Common side effects of taking prednisone include headache, dizziness, sleep problems, heartburn, high blood pressure, high blood sugar, skin problems like thinning skin, bulging eyes, increased hair growth, changes in body fat distribution, fluid retention, weight gain, mood changes, tiredness, muscle weakness, thinning of bones, irregular menstruation, low libido, and an increased risk of infections.
Prednisone can also cause more serious side effects like allergic reactions, vision problems, low potassium, dangerously high blood pressure, seizures, pancreatitis, changes in personality, swelling, unusual weight gain, and shortness of breath.
What is prednisolone used for?
Prednisolone treats many of the same conditions as prednisone, including inflammatory, lung, eye, kidney, stomach, blood, and skin conditions. It is also used to treat autoimmune conditions and certain types of cancer. Same as prednisone, prednisolone suppresses the immune system and is used to prevent transplant rejection.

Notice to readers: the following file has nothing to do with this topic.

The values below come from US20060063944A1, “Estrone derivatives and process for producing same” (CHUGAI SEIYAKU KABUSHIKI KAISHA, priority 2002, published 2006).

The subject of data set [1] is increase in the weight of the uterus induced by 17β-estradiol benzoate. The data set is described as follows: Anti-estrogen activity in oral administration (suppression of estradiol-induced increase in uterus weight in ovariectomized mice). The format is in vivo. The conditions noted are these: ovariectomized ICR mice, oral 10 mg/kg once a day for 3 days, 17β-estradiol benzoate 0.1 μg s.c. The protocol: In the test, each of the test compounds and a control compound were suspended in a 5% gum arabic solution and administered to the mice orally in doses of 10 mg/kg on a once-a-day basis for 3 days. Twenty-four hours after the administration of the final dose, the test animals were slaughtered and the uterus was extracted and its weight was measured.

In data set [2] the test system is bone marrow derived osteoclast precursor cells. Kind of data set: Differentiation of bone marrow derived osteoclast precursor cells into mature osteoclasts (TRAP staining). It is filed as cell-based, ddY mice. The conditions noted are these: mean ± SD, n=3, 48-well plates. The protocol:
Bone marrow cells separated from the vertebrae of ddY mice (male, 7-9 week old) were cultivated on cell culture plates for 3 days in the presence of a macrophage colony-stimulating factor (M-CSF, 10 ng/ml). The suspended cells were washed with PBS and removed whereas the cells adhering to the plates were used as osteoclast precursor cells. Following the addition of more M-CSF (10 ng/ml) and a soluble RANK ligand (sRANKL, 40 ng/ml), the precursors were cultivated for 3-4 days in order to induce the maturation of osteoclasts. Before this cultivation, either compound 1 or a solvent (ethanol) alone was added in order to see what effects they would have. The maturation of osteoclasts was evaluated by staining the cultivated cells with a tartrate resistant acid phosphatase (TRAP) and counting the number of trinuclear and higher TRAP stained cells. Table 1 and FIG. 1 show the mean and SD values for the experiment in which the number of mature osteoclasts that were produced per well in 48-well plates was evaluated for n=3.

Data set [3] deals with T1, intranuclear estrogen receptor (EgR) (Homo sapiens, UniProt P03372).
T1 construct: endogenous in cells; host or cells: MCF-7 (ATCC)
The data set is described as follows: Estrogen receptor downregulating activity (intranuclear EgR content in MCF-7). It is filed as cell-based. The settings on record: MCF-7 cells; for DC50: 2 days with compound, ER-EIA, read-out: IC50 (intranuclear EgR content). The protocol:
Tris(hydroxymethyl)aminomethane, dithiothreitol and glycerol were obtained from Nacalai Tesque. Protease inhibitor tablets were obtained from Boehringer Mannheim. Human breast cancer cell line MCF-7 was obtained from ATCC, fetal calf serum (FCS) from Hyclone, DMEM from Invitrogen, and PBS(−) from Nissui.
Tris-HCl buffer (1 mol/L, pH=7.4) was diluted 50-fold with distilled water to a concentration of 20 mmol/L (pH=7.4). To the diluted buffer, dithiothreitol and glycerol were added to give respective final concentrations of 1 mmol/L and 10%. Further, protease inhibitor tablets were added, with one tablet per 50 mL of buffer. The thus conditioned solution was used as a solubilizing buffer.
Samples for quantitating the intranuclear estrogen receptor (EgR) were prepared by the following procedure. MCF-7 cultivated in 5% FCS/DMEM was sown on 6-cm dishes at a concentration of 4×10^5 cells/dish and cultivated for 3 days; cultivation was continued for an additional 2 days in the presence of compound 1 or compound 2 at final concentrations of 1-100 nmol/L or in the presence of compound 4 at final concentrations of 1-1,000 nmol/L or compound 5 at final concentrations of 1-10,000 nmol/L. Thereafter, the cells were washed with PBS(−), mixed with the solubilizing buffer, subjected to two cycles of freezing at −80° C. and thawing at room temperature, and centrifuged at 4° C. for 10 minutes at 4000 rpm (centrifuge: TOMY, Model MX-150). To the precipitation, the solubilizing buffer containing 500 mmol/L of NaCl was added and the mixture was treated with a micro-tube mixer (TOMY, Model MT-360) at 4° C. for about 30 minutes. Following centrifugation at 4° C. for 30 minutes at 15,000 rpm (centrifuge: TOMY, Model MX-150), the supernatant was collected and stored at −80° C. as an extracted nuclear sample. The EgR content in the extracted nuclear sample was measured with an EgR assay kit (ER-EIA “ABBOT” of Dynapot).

Dosage Forms and Dosage
Prednisolone comes in the form of a 5-mg oral tablet; 10 mg, 15 mg, and 30 mg orally disintegrating tablets; and oral suspension with different concentrations. It is to be taken by mouth 1-4 times a day, usually starting with a lower initial dosage. Prednisolone is also available as an eye drop.
The side effects of prednisolone are similar to prednisone. Like prednisone, prednisolone can cause serious adverse effects, including an allergic reaction, which needs emergency medical attention.
Is prednisone the same as prednisolone?